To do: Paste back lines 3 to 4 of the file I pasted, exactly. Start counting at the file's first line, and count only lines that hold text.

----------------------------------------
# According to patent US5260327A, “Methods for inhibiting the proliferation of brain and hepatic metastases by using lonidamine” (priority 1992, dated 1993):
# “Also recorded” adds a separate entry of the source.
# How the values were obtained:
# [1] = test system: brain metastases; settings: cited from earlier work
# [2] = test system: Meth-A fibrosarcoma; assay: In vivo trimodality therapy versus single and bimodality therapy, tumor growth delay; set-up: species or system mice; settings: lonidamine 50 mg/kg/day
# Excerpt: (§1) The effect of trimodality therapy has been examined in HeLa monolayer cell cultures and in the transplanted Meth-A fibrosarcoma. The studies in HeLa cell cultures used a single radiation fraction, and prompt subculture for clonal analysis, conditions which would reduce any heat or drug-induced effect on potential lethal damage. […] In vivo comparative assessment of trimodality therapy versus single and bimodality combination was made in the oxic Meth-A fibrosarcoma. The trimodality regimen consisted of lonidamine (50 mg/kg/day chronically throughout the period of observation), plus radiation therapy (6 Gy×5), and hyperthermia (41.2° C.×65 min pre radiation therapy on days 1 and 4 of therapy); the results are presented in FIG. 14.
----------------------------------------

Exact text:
# How the values were obtained:
# [1] = test system: brain metastases; settings: cited from earlier work